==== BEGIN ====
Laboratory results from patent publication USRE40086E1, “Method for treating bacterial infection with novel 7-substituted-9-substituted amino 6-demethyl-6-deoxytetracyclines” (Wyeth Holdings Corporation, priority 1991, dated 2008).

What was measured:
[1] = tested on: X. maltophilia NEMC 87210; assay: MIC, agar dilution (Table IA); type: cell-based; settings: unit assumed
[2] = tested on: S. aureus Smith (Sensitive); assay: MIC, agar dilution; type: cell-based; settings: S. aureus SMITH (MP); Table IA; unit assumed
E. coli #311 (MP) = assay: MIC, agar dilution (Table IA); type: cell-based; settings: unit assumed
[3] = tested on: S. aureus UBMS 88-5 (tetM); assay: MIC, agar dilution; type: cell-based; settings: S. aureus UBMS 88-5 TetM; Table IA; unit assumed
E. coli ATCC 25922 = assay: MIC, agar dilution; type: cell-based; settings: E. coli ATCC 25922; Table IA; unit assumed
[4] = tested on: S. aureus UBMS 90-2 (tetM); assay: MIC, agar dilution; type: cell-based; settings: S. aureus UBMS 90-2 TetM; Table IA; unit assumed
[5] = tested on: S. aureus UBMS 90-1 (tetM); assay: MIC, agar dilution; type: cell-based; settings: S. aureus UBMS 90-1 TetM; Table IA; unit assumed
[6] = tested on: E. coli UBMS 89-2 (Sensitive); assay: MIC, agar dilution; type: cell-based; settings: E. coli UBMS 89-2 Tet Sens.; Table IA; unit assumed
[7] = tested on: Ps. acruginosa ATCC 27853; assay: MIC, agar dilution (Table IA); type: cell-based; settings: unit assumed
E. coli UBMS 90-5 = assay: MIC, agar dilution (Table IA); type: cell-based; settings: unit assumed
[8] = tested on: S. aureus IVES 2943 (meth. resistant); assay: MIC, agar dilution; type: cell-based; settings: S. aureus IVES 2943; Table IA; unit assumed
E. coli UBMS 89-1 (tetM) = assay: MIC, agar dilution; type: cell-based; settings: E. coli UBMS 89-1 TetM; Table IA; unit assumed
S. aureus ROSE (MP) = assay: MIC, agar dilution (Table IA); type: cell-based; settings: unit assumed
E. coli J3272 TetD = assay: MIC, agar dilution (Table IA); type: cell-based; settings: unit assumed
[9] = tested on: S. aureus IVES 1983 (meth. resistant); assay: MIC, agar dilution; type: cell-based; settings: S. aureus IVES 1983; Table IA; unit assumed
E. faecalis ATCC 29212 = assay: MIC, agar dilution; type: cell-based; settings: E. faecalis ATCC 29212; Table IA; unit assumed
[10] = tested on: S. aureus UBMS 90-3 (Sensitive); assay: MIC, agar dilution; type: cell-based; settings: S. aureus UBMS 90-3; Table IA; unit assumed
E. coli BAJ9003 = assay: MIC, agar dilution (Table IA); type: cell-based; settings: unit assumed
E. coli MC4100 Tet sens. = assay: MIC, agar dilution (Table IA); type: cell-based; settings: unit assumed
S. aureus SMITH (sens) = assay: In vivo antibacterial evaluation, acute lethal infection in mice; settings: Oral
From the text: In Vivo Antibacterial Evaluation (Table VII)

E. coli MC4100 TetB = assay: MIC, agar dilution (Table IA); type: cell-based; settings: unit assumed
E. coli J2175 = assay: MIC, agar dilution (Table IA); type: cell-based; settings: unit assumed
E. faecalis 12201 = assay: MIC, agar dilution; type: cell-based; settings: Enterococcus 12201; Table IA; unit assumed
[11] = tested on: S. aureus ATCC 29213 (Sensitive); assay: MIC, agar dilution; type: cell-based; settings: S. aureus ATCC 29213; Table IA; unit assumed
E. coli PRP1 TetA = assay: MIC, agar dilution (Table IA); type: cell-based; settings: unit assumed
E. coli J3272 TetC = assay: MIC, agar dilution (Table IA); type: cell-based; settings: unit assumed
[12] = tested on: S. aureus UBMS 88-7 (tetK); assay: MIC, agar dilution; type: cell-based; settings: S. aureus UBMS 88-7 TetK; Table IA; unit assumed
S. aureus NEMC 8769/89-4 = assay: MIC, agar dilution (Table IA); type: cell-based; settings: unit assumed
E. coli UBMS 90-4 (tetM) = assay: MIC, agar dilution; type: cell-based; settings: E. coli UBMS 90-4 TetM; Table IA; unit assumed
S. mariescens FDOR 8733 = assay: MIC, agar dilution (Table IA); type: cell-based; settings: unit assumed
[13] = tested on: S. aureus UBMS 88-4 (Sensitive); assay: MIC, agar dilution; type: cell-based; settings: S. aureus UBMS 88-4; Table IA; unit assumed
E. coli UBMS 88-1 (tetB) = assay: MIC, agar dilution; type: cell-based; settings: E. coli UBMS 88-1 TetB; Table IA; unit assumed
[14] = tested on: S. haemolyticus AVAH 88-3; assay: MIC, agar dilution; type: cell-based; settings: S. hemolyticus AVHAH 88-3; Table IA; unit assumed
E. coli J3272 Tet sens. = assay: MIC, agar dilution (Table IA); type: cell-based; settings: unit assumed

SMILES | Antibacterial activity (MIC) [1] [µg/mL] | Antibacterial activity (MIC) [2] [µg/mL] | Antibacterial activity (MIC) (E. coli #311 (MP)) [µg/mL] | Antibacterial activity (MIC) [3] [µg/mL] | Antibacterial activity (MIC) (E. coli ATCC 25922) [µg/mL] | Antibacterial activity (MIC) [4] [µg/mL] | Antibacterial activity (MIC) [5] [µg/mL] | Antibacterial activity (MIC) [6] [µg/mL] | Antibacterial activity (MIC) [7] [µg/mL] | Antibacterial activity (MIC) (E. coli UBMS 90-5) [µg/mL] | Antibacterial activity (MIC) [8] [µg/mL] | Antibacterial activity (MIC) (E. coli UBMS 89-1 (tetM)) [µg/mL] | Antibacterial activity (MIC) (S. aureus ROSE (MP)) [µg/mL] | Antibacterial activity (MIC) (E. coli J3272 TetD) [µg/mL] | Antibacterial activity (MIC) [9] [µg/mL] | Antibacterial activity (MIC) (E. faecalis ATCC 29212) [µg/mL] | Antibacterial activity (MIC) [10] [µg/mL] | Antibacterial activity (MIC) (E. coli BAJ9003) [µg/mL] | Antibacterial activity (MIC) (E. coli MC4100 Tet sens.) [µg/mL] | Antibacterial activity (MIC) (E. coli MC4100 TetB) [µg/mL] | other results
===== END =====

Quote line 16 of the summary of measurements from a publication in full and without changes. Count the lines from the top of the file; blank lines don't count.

E. coli J3272 TetD = assay: MIC, agar dilution (Table IA); type: cell-based; settings: unit assumed